Skip to content

What the Afghanistan Papers really reveal

What the Afghanistan Papers really reveal

The recent revelations in the ‘Afghanistan Papers’ is nothing unknown for those who cared to take notice. It is a revelation in the sense that it took the mainstream media so long to report on the real war in Afghanistan.  It was a revelation homogenised and packaged with legitimacy and ‘credible’ journalism that could now be consumed by the mob, the apathetic masses who rarely delve into the depth of consequences spread in their name and often with their support.  It turns out that lies, lies and more lies were spread from the outset and despite these many lies, those who should have known better went along with the lies and those who should have questioned agreed with the liars.  In the end mass death, millions of human beings impacted because of some divine right of a confused but arrogant superpower.

No real mission statement, a flawed and corrupt puppet government, massive amounts of waste, uncertain allies and enemies, incoherent unit cohesion and poor communications between allies, unnecessary deaths but ultimately murder.  That Is all it really is, more ways to murder strangers in the name of national interest.  The revelations are not unique to Afghanistan but in the post 2001 world where the righteous fought their war on ‘terror’ by waging it, Afghanistan was supposedly the good war.  The Taliban, Al Qaeda and the mastermind of the September 2001 attacks were inside of Afghanistan, but the truth was never so noble. 

What is next?  Well we know the answer.  There will be more wars and more secrecy, but worse of all more murder. It is a belief that truth and open facts help to steer the voting mob that participate inside the political cycles of a liberal democracy. Yet, despite such revelations wars go on.  A government that continues to wage war in places so desperate and so impoverished that not even fiction could capture the separation of realities between those living inside the opulent nations and those doomed in the outside, the frontiers of empires will always have supporters. After these recent revelations pundits and talking heads will swing with expert performances questioning for a time the legitimacy of a war that likely will continue regardless.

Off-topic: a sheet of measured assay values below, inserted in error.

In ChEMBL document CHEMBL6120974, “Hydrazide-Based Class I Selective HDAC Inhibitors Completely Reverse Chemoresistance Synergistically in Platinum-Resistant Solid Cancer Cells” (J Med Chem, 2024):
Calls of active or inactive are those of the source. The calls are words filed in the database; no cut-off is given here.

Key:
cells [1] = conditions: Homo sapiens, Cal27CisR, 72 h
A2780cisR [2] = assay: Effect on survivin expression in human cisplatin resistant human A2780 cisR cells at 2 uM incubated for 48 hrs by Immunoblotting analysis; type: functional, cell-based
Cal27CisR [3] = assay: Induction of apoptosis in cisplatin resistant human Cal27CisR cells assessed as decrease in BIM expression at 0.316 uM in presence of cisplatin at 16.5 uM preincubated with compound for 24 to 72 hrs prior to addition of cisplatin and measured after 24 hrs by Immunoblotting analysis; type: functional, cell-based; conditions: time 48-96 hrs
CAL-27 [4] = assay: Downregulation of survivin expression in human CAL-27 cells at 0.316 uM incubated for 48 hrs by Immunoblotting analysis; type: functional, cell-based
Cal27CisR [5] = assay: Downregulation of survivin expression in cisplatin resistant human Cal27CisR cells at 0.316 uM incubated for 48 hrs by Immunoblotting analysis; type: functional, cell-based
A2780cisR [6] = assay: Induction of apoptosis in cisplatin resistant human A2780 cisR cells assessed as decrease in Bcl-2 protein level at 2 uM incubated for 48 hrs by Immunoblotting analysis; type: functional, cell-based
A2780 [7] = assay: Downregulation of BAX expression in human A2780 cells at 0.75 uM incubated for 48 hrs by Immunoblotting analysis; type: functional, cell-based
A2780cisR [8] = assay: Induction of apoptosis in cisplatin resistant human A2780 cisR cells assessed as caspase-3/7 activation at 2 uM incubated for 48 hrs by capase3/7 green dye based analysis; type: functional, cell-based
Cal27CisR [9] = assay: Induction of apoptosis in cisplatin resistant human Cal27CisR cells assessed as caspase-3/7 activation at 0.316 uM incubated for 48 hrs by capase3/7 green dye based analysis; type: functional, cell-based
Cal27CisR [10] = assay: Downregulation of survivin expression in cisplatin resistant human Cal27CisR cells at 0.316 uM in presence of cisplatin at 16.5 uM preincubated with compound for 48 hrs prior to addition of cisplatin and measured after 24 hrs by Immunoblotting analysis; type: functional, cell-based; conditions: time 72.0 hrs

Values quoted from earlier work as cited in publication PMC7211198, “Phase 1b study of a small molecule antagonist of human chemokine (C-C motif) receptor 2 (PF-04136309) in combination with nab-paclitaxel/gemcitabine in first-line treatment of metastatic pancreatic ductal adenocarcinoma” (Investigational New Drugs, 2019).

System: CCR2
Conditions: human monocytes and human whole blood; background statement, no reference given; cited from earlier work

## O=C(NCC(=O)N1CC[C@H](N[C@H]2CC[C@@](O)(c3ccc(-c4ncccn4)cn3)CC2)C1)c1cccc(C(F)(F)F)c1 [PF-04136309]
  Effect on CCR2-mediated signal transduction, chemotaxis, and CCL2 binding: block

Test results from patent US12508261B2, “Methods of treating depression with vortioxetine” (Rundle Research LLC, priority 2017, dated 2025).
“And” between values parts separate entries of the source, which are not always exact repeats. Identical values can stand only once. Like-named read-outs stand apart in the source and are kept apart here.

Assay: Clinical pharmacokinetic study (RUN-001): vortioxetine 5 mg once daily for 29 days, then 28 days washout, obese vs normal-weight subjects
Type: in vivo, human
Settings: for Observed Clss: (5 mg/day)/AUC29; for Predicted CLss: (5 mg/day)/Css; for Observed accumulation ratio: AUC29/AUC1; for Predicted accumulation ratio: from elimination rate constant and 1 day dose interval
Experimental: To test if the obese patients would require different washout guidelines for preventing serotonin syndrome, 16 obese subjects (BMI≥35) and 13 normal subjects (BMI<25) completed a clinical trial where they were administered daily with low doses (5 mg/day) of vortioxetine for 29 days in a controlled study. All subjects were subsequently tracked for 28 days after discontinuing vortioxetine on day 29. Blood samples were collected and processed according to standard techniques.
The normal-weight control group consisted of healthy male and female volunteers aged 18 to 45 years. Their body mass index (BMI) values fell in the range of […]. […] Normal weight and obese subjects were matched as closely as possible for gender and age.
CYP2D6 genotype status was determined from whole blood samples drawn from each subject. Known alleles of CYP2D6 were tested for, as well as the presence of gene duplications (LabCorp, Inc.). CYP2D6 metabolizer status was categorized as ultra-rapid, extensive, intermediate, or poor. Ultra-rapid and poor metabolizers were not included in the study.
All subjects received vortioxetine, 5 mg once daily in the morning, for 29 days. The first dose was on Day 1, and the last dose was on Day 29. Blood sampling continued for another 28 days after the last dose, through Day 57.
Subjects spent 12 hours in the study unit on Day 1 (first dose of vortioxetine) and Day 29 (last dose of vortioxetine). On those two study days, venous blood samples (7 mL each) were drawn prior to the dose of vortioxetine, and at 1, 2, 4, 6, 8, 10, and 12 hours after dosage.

In an age of whistle-blowers, the wrong ones are often championed by the mob.  Those who risk it all and heroically expose such truths are criminalised or ignored for the most part.  They will sit inside the prisons destined to starve into a forgotten oblivion or they will become cranks, desperate voices lost to the five second media cycles.  In a system of partisanship, it is the parties of dual rule that are blamed on and off, yet it is the government itself that continues to kill on regardless of who the figurehead is or what political party has the majority at the time.  The papers reveal that it took two parties and three presidents to wage a war of futility on a people who had already suffered decades of wars before the ‘good guys’ had arrived to kill them.

Those who were never in doubt about the wars, the voters, media faces, participants in government and private benefactors will continue with a mercenary’s cynicism because war and coercion is their income stream.  And those who do not directly benefit often simply do not care, war is so enshrined in the culture of the great nations that it is merely an accepted fact to stand for the flag, love the troops and only question the war when It is too late.  Too late for those supporters usually means when it is their national heroes dying in too large of numbers or when the financial cost becomes openly disclosed.  The foreign dead, the props of war are never counted. Those innocents caught inside the politics of great nations are ignored by the powerful voter and supporter of the calamity. For those in Afghanistan losing everything is a way of life because those who want everything are never satisfied.